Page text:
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Editorials from around Pennsylvania

Published on NewsOK Modified: May 20, 2015 at 8:16 am •  Published: May 20, 2015

Editorials from around Pennsylvania:



For teenagers, there are dangerous driving days ahead.

According to AAA, the most deadly dates on the road for teens during warm-weather months are May 20, May 23, June 10, July 4, July 9, Aug. 8 and Aug. 14, based on a five-year study.

In other words, proms, graduations and the associated celebrations combined with warm temperatures and youthful hubris lead to young people making bad decisions. Those decisions often involve driving at high speeds and alcohol.

Some parents believe a responsible way to keep their children safe is to allow them to drink at home, where activities can be monitored and they will stay off the road.

One problem: It is illegal.

About 30 states allow underage consumption of alcohol with parental consent on private property, according to the National Institute on Alcohol abuse and Alcoholism. Not Pennsylvania. As the commonwealth's Liquor Control Board website states, in no uncertain terms: "It's a crime to sell or give alcoholic beverages to anyone under 21 — even your own kids."

So what is a thoughtful parent to do? Allow a child to drink before they are legally able, in an effort to keep them safe, on the assumption they will do so elsewhere if you do not permit it in the home? Do you allow these young people who you are helping to develop a sense of right and wrong to knowingly break the law? Or are you strict on the issue and not allow any drinking, and then expect your child will obey your rules when out with friends?

Parenting is about helping your children make good decisions, whether you are around or not. So discussions need to be had about the consequences of alcohol. There is something to be said about trying to demystify drinking and all it entails for a youngster who is heading to college in a few short months and is likely to encounter a culture that not only encourages it but glorifies it.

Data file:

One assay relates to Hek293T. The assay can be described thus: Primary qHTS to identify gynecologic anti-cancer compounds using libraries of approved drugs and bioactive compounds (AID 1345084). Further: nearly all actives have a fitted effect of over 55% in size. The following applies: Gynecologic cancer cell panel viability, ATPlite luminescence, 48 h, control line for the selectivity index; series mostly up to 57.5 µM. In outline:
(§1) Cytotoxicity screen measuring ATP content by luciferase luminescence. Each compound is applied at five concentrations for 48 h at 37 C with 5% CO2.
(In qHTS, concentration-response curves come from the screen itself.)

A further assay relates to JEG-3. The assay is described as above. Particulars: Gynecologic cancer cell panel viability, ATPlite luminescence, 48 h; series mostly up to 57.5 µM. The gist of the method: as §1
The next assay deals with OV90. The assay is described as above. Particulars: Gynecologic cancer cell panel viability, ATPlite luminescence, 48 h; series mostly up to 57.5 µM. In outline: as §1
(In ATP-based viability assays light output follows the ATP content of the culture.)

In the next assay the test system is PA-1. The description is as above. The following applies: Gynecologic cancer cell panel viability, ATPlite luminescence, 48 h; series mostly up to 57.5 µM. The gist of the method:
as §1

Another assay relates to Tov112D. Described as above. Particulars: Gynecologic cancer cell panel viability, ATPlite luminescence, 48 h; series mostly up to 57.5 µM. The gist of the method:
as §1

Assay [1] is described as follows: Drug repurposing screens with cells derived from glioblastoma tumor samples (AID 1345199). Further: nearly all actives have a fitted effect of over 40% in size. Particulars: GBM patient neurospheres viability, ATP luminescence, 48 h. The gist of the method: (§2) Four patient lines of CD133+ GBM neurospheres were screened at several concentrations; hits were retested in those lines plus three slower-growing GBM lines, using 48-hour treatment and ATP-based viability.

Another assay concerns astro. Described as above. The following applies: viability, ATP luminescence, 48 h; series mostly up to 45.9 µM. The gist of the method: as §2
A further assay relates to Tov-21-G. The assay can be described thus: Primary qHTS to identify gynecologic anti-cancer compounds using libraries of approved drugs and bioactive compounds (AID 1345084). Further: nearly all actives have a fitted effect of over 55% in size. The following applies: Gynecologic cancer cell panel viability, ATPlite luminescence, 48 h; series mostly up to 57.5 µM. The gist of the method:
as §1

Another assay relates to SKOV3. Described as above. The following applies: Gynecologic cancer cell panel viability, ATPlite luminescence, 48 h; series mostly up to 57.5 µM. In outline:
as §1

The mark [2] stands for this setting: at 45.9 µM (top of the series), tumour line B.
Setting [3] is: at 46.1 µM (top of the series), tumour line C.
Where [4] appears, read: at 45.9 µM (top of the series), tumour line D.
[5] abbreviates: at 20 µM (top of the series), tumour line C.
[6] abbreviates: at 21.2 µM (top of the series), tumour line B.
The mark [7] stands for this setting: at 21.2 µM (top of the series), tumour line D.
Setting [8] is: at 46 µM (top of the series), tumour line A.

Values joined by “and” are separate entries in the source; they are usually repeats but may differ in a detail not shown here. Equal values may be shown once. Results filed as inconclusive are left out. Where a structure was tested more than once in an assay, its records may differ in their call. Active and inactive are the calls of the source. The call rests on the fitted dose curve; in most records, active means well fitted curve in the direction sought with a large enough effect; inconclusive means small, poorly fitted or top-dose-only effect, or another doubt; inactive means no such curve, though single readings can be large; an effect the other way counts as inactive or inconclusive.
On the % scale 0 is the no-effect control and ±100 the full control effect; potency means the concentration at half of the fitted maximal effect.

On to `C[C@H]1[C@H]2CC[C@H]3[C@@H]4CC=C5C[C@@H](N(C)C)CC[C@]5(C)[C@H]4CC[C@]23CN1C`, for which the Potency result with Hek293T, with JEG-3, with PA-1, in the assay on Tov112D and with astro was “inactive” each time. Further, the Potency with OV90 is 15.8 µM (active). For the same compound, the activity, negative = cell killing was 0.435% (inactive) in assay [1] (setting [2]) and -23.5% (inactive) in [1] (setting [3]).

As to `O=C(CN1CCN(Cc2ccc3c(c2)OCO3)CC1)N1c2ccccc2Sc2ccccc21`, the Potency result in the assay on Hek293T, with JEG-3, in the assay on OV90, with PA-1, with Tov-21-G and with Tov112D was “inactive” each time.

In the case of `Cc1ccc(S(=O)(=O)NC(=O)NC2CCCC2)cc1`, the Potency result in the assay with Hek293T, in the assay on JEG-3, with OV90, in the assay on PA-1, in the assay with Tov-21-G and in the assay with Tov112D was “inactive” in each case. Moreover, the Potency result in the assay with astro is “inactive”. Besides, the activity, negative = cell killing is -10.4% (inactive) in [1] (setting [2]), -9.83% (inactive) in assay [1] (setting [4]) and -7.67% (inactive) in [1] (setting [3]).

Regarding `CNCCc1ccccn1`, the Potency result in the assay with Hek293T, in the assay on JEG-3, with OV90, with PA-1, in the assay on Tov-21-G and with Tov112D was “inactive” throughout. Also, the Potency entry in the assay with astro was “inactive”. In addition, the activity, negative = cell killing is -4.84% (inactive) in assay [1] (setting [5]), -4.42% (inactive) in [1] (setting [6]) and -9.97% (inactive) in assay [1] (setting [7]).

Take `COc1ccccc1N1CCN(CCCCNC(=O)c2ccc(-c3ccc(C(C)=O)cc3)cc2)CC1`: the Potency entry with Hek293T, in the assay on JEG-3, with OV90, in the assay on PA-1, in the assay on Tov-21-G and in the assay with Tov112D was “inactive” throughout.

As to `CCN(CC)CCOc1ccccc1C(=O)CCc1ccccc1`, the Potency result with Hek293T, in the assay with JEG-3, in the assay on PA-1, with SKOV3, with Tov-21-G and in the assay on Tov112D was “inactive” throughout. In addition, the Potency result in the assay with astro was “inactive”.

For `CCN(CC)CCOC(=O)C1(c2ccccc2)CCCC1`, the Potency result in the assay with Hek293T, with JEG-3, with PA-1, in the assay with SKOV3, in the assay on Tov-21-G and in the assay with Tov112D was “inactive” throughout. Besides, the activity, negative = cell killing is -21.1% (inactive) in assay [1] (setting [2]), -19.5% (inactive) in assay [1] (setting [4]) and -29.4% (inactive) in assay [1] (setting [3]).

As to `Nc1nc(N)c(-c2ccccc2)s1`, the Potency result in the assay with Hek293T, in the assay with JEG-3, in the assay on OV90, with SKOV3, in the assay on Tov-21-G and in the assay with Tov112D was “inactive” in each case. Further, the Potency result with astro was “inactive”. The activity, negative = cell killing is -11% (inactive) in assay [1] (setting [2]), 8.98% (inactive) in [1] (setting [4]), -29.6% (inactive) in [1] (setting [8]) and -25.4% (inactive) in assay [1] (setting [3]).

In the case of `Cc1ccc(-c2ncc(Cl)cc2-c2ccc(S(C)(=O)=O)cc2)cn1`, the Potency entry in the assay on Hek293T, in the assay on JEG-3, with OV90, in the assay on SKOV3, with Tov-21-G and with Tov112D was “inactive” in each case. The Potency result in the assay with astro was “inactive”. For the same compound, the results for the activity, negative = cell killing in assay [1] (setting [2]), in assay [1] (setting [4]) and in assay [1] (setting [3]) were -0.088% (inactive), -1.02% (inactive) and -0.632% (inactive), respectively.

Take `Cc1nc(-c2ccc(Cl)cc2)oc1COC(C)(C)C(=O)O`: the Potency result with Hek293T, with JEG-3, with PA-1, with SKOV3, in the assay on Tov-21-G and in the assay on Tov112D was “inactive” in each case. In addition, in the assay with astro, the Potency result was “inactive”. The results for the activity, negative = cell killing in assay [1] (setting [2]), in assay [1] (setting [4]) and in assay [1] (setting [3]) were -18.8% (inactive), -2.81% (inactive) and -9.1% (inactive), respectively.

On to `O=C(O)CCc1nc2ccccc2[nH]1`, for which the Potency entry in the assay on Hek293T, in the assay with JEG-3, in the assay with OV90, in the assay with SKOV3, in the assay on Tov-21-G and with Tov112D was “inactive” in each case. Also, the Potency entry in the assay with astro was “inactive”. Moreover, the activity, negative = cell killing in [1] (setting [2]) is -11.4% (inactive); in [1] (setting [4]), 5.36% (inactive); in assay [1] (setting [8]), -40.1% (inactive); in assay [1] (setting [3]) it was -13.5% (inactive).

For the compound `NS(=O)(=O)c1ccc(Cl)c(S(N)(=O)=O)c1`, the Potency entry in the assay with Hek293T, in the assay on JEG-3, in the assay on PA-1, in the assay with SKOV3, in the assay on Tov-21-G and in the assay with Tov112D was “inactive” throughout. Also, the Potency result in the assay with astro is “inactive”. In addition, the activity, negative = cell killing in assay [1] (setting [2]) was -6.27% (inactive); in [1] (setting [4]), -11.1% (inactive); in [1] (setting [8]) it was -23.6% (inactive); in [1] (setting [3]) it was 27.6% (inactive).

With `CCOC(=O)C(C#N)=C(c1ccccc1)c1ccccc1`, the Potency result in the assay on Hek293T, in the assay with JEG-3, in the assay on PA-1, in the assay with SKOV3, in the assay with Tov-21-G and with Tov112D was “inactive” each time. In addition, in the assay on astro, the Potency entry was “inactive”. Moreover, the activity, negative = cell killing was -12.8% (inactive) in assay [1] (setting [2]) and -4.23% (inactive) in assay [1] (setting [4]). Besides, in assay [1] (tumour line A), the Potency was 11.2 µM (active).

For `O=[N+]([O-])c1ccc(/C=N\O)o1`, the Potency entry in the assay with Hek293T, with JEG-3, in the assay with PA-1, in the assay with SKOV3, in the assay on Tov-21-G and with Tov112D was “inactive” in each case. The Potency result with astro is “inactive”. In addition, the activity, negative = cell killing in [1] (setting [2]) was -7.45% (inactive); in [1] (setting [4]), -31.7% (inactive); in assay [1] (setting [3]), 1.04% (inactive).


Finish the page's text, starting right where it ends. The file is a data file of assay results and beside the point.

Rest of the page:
Pennsylvania should revisit its statutes to give parents the discretion of allowing their own children to drink at home. We simply don't see a problem with allowing a sip of wine or a nip of beer for a 17-year-old. But we also realize that this is the same state that has alcohol sales policies straight out of the 1920s, so we aren't holding our breath that this will be addressed anytime soon.

Let's be clear: Whether laws are changed or not, no parent should allow a child younger than age 21 to get totally wasted, or let them drink on a regular basis in the home. But some discretion should be given to parents without making them criminals.

In the meantime, talk to your teen children about drinking. Encourage them to make good decisions. Help them stay safe not only this summer but all year long.

— PennLive



Germany's much-ballyhooed, nearly 30-percent wind and solar power-grid conversion isn't all it's cracked up to be. And it carries devastating costs for nations less fortunate.

Praised by President Barack Obama and New York Times columnist Thomas Friedman, it imposes a "simply brutal" burden on the poor, Pioneer Energy President Robert Zubrin writes for National Review. With an average residential electricity rate about twice those in neighboring Poland and France and almost two-and-a-half times the U.S. rate, annual electricity bills average $1,700 per German. Figuring two per household on average, that exceeds 10 percent of Germany's $33,000 median household income — and is a far greater income percentage for Germans "just scraping by."

The 30-percent-green claim is overstated, too. Factor in wind and solar power's intermittent nature and they produced just 14.8 percent of Germany's electricity in 2014. And with the Fukushima disaster leading Germany to unplug nuclear power plants, it's actually producing less carbon-free electricity now than in 2011 — and meeting demand by burning more coal.